3. This being and goodness of God, by His own will and pleasure acting in infinite wisdom and power, produced the creation of all things. Herein He communicated a finite, limited, dependent being and goodness to other things outside Himself. For since all being and goodness are, as was said, in Him alone, it was necessary that the first outward work and effect of the divine nature must be the communication of being and goodness to other things. Wherefore, as when He had given to everything its being out of nothing, by the word of His power, saying, Let them be, and they were; so it is said, that He looked on all that He had made, "and, behold, they were exceeding good" (Gen. 1:31). Being and goodness must be the first outward effects of the divine nature, which, being wrought by infinite power and wisdom, represent to us the glory of God in the creation of all things. Infinite being in self-subsistence, which is necessary in the first cause and spring of all things, infinite goodness to communicate the effect of this being to that which was not, and infinite wisdom and power in that communication, are gloriously manifested therein.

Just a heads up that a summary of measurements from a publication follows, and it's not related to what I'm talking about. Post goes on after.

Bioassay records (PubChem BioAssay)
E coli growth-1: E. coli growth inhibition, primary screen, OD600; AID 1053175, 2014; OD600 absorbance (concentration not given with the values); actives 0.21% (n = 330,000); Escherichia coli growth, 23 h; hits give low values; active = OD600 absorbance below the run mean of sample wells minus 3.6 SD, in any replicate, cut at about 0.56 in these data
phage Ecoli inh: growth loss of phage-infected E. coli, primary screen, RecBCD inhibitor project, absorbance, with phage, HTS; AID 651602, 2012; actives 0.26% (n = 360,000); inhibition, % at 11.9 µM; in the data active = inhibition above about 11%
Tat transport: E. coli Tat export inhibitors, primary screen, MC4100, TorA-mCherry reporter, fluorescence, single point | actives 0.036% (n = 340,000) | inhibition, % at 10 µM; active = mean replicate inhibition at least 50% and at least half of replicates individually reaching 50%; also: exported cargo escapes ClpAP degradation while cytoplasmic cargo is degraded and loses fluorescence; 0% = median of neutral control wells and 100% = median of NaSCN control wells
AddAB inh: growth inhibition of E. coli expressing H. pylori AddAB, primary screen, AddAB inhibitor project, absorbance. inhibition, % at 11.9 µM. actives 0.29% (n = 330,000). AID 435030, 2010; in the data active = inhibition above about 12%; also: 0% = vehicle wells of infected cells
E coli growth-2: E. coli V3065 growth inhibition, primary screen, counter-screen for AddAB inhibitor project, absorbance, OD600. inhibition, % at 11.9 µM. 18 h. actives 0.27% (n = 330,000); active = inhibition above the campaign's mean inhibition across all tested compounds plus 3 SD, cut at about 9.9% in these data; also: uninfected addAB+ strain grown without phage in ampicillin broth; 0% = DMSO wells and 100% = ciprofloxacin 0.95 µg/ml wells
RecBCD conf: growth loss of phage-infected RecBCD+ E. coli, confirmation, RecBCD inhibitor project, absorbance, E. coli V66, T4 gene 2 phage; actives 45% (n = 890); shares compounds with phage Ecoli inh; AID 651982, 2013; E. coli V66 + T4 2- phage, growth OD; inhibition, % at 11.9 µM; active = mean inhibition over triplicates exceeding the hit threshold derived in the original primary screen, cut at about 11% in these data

4. In this state, all things that were made depended immediately on God Himself, without the interposition of any other head of influence or rule. They had the continuance of their being and its preservation from the immediate actings of these properties of the divine nature whereby they were made; and their dependence on God was by virtue of that law, which was implanted on the principles and powers of their several natures by God Himself.